Monday, December 14, 2009

Spatial Law and Policy Update (December 14, 2009)

A former student forwarded me an email about this story of a New Zealand woman who deliberately falsified information about competitors on Google Maps. It appears from the article that there are measures a company can take to protect this sort of things from happening. However, it does highlight the number of another way in which spatial data can be flawed.

The UK recently issued INSPIRE regulations, a copy of which can be found here.

I wonder if protection of privacy will ever be a determinative factor in how a majority of people select their technology providers. My sense is that the answer is no - most people will not take the time necessary to figure out which company is more protective. However I do take exception to statements that some have made that we no longer should have an expectation of privacy. (And I think that - at least in the U.S. - the courts would as well.) I think that a more accurate, and less inflammatory, statement is that as a society we need to redefine what privacy is given the technology that exists today . . . and what is likely to exist in the future. I believe that this is particularly important with regards to privacy from a location standpoint. And I would recommend the question be framed around how much of our location privacy are we willing to give up in order to enjoy the many benefits of technology. For example, in this situation.

As in many other areas, it appears Google is taking the lead with respect to Geo Digital Rights Management.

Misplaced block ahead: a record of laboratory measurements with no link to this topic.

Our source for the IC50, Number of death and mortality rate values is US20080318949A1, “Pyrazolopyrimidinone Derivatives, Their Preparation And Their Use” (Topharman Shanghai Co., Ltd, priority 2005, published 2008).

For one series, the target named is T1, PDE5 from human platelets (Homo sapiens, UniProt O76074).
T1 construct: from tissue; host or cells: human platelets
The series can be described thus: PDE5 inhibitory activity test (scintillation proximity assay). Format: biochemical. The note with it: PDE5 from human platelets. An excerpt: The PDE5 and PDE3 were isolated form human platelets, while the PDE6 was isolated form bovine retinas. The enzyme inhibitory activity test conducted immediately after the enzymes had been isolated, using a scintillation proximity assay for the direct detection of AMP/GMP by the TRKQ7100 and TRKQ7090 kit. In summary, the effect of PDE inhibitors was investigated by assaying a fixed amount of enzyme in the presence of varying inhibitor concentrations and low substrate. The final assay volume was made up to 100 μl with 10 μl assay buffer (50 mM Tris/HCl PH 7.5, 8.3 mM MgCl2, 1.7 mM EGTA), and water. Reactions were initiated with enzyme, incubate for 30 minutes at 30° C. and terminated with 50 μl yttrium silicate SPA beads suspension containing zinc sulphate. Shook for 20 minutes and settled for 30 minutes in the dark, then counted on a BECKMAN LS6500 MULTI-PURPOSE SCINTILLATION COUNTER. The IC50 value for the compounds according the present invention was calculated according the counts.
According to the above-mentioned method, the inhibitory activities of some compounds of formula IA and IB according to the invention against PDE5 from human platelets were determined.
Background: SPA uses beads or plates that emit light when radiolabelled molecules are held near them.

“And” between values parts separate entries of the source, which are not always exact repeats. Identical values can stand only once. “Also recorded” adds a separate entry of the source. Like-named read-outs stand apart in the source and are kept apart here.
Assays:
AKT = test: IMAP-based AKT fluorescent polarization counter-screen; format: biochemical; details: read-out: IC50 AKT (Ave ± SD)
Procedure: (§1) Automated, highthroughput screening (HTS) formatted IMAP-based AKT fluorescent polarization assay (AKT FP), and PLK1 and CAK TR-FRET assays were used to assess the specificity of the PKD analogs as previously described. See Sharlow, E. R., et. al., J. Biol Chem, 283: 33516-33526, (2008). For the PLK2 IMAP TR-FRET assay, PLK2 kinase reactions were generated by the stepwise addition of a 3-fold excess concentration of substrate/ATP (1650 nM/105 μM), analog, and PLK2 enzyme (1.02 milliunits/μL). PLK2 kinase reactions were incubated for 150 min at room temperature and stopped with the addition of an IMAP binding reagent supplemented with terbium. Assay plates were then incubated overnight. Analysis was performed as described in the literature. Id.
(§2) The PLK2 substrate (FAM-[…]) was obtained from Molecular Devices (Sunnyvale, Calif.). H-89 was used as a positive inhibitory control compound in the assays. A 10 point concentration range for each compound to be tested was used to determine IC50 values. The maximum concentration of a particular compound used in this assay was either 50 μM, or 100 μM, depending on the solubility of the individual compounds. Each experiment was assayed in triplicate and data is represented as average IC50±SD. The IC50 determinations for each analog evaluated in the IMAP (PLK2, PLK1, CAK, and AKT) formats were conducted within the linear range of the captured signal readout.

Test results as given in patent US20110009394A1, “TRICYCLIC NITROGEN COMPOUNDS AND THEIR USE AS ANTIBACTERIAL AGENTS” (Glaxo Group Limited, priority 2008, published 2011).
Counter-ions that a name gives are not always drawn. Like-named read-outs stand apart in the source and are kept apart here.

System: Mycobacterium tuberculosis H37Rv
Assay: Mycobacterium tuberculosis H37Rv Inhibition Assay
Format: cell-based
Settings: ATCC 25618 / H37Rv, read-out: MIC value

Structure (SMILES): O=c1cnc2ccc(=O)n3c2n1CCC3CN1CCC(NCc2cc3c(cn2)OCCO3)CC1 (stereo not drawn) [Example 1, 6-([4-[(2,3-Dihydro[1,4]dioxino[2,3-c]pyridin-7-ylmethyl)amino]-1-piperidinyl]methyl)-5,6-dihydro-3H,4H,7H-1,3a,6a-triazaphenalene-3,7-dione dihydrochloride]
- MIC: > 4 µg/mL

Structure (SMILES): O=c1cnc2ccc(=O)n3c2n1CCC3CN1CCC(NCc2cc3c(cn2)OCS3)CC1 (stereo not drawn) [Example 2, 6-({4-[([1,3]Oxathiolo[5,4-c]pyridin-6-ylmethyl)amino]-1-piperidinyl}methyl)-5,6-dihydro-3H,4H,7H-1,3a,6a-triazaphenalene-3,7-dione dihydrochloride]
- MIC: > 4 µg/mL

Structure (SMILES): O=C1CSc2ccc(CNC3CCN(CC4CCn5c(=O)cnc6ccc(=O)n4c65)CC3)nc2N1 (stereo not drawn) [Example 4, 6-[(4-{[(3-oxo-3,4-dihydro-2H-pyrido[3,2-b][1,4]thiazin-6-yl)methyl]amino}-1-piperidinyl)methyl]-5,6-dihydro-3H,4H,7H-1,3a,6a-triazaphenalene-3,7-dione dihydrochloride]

Stories like this one are an example as to some of the legal challenges that location-based services face. However, the article is also indicative of the tension between those in the technology world and those in the legal world. The author suggests that it is unreasonable for the woman in the article to file a class action suit for $5 million since her actual damages were minimal. However, a major lawsuit is often viewed as the only means for an individual to get a response from a large company or even an industry. As spatial technology increasingly enters the consumer marketplace, it is important that companies develop internal processes that protect them from such lawsuits and not just dismiss them as frivilous.

I recommend this article from the New York Times for anyone interested in the legal and policy challenges associated with sharing of government data with private individuals (and companies).

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